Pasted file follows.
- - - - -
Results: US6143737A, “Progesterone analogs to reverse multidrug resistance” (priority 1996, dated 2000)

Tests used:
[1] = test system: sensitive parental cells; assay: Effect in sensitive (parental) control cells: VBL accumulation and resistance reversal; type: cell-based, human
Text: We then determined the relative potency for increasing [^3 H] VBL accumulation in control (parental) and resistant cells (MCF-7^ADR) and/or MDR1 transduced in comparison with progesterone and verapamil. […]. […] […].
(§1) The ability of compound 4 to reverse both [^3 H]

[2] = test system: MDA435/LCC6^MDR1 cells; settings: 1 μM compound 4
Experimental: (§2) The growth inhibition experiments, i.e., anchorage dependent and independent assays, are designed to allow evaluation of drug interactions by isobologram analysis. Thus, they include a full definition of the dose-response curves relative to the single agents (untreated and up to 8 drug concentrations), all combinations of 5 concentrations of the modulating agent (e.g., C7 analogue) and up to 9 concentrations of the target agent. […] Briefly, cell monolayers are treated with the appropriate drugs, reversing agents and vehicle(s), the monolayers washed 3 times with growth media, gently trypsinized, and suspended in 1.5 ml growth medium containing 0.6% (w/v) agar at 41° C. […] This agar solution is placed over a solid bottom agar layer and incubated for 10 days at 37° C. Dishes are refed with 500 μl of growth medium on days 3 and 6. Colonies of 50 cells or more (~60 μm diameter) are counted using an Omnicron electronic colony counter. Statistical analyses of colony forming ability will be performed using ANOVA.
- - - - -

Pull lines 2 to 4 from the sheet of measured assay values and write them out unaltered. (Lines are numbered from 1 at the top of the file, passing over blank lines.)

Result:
Tests used:
[1] = test system: sensitive parental cells; assay: Effect in sensitive (parental) control cells: VBL accumulation and resistance reversal; type: cell-based, human
Text: We then determined the relative potency for increasing [^3 H] VBL accumulation in control (parental) and resistant cells (MCF-7^ADR) and/or MDR1 transduced in comparison with progesterone and verapamil. […]. […] […].